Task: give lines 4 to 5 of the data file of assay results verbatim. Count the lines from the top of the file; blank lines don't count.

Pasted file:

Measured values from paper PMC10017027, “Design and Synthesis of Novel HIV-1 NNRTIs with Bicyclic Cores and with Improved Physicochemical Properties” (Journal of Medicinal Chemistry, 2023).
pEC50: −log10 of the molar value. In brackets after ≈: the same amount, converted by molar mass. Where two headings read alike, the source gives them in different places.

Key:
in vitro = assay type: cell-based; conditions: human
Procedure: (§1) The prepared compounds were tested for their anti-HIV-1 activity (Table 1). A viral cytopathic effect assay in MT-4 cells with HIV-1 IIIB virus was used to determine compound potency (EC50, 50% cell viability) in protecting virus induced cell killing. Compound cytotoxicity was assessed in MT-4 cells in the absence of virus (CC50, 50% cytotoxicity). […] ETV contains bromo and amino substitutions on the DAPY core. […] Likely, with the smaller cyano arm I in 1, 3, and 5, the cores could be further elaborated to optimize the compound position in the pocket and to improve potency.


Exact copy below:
in vitro = assay type: cell-based; conditions: human
Procedure: (§1) The prepared compounds were tested for their anti-HIV-1 activity (Table 1). A viral cytopathic effect assay in MT-4 cells with HIV-1 IIIB virus was used to determine compound potency (EC50, 50% cell viability) in protecting virus induced cell killing. Compound cytotoxicity was assessed in MT-4 cells in the absence of virus (CC50, 50% cytotoxicity). […] ETV contains bromo and amino substitutions on the DAPY core. […] Likely, with the smaller cyano arm I in 1, 3, and 5, the cores could be further elaborated to optimize the compound position in the pocket and to improve potency.